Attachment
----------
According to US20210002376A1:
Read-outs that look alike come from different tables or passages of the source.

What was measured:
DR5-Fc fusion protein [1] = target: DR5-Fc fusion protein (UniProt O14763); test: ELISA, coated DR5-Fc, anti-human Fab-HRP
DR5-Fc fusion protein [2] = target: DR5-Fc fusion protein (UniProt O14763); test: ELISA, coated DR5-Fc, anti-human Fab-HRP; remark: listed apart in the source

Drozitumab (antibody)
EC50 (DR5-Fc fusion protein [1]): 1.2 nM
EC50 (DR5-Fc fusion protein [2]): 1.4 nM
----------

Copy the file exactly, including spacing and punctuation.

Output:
According to US20210002376A1:
Read-outs that look alike come from different tables or passages of the source.

What was measured:
DR5-Fc fusion protein [1] = target: DR5-Fc fusion protein (UniProt O14763); test: ELISA, coated DR5-Fc, anti-human Fab-HRP
DR5-Fc fusion protein [2] = target: DR5-Fc fusion protein (UniProt O14763); test: ELISA, coated DR5-Fc, anti-human Fab-HRP; remark: listed apart in the source

Drozitumab (antibody)
EC50 (DR5-Fc fusion protein [1]): 1.2 nM
EC50 (DR5-Fc fusion protein [2]): 1.4 nM